Universal Design - "The design of products and environments to be usable by all people, to the greatest extent possible, without the need for adaptation or specialized design."
— Ronald Mace (Center for Universal Design, 2008)
Equitable Use – The design is useful and marketable to people with diverse abilities
Flexibility in Use – The design accommodates a wide range of individual preferences and abilities
Simple and Intuitive Use – The design is easy to understand, regardless of the user's experience, knowledge, language skills or current concentration level.
Perceptible Information – The design communicates necessary information effectively to the user, regardless of ambient conditions or the user's sensory abilities
Tolerance for Error – The design minimizes hazards and the adverse consequences of accidental or unintended actions.
Low Physical Effort – The design can be used efficiently and comfortably and with a minimum of fatigue.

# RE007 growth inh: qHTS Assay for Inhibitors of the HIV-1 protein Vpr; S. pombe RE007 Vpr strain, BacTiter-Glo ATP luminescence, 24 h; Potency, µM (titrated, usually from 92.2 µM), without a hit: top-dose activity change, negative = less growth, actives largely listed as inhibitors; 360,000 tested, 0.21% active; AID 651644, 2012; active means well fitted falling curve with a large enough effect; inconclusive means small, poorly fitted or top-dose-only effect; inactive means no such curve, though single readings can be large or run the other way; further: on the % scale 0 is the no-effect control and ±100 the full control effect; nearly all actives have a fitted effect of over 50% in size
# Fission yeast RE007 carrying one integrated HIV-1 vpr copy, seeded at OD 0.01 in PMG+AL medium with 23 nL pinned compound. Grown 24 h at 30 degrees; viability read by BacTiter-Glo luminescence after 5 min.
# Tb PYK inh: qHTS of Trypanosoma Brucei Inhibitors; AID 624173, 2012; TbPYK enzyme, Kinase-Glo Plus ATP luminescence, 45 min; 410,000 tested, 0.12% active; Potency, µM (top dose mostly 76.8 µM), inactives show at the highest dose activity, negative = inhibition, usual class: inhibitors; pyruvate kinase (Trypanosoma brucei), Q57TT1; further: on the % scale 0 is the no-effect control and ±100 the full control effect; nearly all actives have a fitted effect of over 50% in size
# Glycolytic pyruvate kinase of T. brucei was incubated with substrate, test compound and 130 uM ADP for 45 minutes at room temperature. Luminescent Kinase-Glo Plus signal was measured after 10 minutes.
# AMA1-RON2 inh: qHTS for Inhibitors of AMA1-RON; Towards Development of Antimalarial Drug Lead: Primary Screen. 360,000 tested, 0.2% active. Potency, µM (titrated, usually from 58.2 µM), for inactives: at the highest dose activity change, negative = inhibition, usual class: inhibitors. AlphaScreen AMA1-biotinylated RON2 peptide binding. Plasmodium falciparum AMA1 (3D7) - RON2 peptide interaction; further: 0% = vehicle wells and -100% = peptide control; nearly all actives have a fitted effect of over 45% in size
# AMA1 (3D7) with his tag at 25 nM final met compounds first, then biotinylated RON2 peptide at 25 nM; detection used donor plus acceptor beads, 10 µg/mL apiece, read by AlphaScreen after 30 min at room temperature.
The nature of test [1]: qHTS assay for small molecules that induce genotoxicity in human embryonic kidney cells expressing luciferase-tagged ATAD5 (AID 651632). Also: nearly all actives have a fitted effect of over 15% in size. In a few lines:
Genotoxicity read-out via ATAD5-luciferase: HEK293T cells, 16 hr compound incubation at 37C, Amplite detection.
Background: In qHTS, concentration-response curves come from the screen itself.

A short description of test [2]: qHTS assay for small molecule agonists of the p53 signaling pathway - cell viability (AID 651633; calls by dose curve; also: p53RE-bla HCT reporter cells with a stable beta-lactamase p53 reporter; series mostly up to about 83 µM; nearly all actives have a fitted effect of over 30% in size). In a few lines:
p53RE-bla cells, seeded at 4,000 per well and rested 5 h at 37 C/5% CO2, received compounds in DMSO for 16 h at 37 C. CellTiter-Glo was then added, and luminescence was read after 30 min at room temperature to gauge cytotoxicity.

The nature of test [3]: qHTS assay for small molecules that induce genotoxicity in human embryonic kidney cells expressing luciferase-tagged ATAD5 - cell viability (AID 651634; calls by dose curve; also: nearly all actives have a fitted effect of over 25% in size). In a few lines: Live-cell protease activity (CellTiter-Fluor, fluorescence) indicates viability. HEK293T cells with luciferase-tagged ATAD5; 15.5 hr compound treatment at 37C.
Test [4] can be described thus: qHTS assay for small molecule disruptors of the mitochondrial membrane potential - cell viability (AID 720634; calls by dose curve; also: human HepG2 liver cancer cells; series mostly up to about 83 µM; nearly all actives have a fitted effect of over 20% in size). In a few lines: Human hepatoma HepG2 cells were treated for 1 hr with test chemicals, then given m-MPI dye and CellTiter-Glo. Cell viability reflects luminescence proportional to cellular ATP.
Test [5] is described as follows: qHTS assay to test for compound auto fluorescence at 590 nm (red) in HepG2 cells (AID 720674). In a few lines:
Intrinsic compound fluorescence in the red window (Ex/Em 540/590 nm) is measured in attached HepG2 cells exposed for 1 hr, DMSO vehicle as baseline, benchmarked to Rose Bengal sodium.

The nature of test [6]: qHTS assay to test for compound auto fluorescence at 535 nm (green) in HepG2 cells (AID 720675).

Size and Space for Approach and Use – Appropriate size and space is provided for approach, reach, manipulation and use regardless of user's body size, posture or mobility.
Recognizing that the way individuals learn can be unique, the UDL framework, first defined by David H. Rose, Ed.D. of the Harvard Graduate School of Education and the Center for Applied Special Technology(CAST) in the 1990s, calls for creating curriculum from the outset that provides:
For additional information:
Download UDL graphics from the National Center on Universal Design for Learning. "© CAST, Inc. 2009-2012. Used with Permission. All Rights Reserved.